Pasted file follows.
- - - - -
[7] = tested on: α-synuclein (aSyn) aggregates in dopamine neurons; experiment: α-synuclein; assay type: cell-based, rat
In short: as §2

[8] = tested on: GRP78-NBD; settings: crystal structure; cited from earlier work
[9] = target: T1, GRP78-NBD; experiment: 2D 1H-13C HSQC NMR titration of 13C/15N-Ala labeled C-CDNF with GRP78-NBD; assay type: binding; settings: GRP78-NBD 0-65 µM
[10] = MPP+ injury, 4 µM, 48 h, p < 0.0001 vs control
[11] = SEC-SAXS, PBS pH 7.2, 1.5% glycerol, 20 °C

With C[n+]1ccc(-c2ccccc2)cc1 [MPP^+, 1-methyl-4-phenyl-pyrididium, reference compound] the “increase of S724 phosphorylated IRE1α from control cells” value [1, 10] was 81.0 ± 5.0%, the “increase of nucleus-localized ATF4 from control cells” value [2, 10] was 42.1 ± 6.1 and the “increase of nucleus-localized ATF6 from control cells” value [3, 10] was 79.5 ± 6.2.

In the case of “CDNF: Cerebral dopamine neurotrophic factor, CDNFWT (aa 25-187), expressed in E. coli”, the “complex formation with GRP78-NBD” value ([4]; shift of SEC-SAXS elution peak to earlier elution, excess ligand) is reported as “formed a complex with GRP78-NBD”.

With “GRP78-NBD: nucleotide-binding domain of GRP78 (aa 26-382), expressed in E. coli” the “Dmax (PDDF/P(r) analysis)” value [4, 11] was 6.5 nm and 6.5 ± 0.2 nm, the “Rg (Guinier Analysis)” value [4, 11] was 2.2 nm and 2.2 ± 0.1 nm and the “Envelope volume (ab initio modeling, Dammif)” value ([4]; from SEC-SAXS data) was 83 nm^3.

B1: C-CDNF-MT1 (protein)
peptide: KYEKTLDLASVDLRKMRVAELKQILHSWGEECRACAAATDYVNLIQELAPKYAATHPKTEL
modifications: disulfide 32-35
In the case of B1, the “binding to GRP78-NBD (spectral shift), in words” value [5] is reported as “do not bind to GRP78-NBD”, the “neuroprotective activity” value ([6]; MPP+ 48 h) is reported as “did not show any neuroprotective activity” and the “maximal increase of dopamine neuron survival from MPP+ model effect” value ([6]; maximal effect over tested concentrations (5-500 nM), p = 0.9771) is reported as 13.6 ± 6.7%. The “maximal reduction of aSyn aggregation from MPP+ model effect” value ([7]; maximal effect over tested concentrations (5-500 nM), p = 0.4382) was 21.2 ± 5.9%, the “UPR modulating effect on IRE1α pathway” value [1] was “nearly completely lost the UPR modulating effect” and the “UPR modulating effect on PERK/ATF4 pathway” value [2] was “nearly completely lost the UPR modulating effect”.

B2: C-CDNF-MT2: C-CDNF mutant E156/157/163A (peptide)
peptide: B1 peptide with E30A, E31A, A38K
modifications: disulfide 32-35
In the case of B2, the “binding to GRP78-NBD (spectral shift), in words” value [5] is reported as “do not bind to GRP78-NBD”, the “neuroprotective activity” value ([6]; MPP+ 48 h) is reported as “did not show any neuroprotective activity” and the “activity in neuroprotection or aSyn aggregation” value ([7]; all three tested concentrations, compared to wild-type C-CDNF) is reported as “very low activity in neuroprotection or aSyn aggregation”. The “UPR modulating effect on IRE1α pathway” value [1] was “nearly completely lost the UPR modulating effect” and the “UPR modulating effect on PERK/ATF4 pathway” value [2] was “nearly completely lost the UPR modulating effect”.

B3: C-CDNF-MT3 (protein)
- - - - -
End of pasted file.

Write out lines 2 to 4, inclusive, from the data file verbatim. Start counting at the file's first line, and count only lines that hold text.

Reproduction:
In short: as §2

[8] = tested on: GRP78-NBD; settings: crystal structure; cited from earlier work
[9] = target: T1, GRP78-NBD; experiment: 2D 1H-13C HSQC NMR titration of 13C/15N-Ala labeled C-CDNF with GRP78-NBD; assay type: binding; settings: GRP78-NBD 0-65 µM